Inspirational List


To Look For Motivation When There Is None. List Of Online Resources,
Inspirational Athletes, Methods And Books.

Most of us follow the same pattern – being excited about training and slacking on the routine. Choosing fries over dumbbells and couch instead of gym. Motivation is a word we hear all the time. We also see a lot of motivational photos and videos on social media. People with six packs, smashing their PR’s every day and training like mad dogs.

Same with the sport – you just do it! No excuses, no waiting for a muse to come.

But since we started this talk – I do have some resources that inspire me to do more and to achieve more, to be a better athlete and not turn into a couch potato. I am going to share one with you.

The Long Run by Matt Long

I will try to avoid spoilers for this book – but it is surely a must read. And inspirational story which is only 15% about running and the rest about life and mental struggle. Matt Long, a New York City firefighter who survived 9/11 and ran in marathons and triathlons, was run over by a bus while riding his bike. He barely survives, and the road to physical and mental recovery is long, painful, and arduous. He describes his long and difficult road to recovery. Reading it will probably make you feel how small your struggles are. If Matt can recover and start his fitness journey from the ground up (literally), so can you.

Running with the Buffaloes by Chris Lear

Finally, someone gets it right when explaining the world of cross country, and that would be author Chris Lear. Chris spent an entire season with the college running team. If you struggle to explain to your non-running friends why you do what you do, why you sacrifice your sleep and party time, why are you concerned about carbs all the time and spend ridiculous amount of money for a sport watch – this book will help you to find words to explain it better. There’s more to just going out and running, that it takes discipline, stamina, strength (man, lots of injuries in this book!) and courage. Chris also shows how runners bond together through the miles and miles of training and racing.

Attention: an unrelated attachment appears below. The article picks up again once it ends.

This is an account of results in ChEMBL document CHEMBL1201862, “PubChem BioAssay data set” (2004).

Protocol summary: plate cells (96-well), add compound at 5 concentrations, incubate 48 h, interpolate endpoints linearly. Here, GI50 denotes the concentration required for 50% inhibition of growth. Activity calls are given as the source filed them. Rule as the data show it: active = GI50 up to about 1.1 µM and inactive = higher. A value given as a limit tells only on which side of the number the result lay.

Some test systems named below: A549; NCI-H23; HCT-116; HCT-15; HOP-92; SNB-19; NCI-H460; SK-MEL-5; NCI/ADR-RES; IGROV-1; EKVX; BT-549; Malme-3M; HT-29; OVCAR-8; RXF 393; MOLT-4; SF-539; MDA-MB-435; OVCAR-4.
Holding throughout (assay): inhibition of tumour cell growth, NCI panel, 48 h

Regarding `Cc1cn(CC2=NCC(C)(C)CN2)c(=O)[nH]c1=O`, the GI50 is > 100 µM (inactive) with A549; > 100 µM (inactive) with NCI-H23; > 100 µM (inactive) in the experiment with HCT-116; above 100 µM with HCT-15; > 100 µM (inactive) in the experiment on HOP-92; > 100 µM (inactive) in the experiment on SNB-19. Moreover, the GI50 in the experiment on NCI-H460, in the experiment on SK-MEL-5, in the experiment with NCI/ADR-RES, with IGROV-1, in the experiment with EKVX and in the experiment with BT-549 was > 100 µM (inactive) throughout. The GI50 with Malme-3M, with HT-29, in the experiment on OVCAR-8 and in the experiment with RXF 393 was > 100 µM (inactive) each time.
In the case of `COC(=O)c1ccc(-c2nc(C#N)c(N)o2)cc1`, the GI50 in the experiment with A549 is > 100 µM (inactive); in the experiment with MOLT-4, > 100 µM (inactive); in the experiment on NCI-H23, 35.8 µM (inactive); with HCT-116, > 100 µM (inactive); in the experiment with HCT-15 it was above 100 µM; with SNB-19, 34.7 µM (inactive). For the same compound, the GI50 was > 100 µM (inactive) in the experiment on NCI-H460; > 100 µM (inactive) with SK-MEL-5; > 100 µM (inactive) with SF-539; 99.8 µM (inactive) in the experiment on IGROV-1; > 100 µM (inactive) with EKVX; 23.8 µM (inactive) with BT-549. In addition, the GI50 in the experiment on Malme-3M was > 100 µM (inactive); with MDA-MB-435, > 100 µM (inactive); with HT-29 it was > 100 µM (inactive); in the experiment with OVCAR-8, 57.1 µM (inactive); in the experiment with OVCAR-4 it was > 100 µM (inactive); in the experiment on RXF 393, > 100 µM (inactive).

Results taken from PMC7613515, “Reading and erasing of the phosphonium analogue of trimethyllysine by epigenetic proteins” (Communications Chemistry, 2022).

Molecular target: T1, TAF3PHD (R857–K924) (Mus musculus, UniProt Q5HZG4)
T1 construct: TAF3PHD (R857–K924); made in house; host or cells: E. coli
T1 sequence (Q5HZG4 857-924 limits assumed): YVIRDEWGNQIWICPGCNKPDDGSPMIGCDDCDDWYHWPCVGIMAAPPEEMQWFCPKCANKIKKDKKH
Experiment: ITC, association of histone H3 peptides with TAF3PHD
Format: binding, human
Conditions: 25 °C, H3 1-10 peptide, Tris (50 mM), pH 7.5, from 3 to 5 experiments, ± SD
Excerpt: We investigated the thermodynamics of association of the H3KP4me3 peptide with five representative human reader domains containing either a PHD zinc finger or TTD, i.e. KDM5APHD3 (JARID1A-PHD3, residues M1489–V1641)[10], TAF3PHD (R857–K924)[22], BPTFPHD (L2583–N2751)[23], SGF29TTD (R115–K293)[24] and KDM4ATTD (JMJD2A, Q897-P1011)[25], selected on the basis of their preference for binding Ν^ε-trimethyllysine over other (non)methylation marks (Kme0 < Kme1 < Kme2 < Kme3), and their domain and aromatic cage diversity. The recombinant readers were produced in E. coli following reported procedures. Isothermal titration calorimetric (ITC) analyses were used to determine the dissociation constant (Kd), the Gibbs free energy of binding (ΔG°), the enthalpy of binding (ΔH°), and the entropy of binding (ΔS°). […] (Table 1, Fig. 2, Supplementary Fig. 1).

His last piece on the NCAA championship, a play-by-play of Goucher and his teammates, is poetic. I’ve never read a better race description ever.

Run: The Mind-Body method of Running by Matt Fitzgerald

I enjoy most of the books by Matt – but this one especially. It has a different approach to running. He looks at running as a brain driven and controlled activity. In this book he explains how you can wire your brain that it’s ok to run fast and to run far. Matt shows that it’s brain activity that governs endurance and speed limits. He then takes you through the key research findings from the lab and also the training track to explain how and when the brain controls your running limits.

You will not find the training schedules, but you will learn how to make your own using your intuition.

This book will work for experienced runner who is stuck in a training routine and want to explore more. There is some prior knowledge that the author assumes you have about training and running that you will need to successfully read through this book.

Yes there must be structure to a training plan, but it does not have to be rigid like most plans are. Write it with a pencil not a pen.